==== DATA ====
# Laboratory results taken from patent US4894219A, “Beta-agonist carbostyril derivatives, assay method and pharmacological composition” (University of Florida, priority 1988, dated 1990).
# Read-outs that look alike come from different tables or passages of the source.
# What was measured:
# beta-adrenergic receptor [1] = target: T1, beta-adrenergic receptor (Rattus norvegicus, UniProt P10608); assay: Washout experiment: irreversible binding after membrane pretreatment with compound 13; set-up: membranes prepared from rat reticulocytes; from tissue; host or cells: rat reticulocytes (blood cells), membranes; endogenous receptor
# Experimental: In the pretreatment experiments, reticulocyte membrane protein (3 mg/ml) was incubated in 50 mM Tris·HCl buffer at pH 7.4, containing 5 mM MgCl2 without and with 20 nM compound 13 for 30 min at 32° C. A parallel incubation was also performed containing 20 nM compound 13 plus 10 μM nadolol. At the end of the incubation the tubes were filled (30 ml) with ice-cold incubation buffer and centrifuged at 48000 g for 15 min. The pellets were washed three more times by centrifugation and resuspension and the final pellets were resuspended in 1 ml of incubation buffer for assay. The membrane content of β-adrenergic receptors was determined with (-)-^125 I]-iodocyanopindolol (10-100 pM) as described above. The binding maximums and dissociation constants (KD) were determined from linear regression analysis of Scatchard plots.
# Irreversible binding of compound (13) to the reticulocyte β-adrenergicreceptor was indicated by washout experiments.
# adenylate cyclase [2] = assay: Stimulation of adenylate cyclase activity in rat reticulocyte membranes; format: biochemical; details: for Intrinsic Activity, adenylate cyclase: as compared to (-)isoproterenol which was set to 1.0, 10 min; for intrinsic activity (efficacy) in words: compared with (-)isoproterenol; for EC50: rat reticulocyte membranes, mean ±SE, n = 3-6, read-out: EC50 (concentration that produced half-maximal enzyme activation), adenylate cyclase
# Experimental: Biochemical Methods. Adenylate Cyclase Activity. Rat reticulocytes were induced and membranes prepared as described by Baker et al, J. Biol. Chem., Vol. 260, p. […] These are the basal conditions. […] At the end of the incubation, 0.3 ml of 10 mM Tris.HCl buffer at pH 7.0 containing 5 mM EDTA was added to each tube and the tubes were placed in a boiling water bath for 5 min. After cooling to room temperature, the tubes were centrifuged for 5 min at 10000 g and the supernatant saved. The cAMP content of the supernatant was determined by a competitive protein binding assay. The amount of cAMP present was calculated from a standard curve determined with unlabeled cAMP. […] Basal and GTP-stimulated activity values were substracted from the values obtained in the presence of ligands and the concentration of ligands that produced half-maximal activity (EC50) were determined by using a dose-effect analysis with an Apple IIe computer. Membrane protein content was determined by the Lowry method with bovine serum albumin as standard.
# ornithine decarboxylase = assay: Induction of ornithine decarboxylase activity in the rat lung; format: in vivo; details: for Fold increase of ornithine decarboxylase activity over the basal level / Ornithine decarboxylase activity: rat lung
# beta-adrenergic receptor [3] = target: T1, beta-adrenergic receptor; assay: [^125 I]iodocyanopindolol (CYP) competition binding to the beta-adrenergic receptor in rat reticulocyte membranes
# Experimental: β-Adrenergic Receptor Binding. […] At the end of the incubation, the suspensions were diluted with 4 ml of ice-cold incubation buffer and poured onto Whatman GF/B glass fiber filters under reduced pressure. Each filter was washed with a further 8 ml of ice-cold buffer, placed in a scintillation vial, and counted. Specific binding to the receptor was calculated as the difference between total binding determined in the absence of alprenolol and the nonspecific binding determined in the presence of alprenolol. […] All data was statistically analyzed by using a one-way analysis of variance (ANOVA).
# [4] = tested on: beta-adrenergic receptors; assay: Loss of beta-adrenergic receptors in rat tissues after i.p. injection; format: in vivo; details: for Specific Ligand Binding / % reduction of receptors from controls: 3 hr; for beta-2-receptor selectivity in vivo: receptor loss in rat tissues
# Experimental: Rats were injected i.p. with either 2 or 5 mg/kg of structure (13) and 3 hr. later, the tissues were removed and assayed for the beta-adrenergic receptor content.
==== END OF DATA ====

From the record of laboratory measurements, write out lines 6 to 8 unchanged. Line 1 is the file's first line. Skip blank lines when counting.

# Irreversible binding of compound (13) to the reticulocyte β-adrenergicreceptor was indicated by washout experiments.
# adenylate cyclase [2] = assay: Stimulation of adenylate cyclase activity in rat reticulocyte membranes; format: biochemical; details: for Intrinsic Activity, adenylate cyclase: as compared to (-)isoproterenol which was set to 1.0, 10 min; for intrinsic activity (efficacy) in words: compared with (-)isoproterenol; for EC50: rat reticulocyte membranes, mean ±SE, n = 3-6, read-out: EC50 (concentration that produced half-maximal enzyme activation), adenylate cyclase
# Experimental: Biochemical Methods. Adenylate Cyclase Activity. Rat reticulocytes were induced and membranes prepared as described by Baker et al, J. Biol. Chem., Vol. 260, p. […] These are the basal conditions. […] At the end of the incubation, 0.3 ml of 10 mM Tris.HCl buffer at pH 7.0 containing 5 mM EDTA was added to each tube and the tubes were placed in a boiling water bath for 5 min. After cooling to room temperature, the tubes were centrifuged for 5 min at 10000 g and the supernatant saved. The cAMP content of the supernatant was determined by a competitive protein binding assay. The amount of cAMP present was calculated from a standard curve determined with unlabeled cAMP. […] Basal and GTP-stimulated activity values were substracted from the values obtained in the presence of ligands and the concentration of ligands that produced half-maximal activity (EC50) were determined by using a dose-effect analysis with an Apple IIe computer. Membrane protein content was determined by the Lowry method with bovine serum albumin as standard.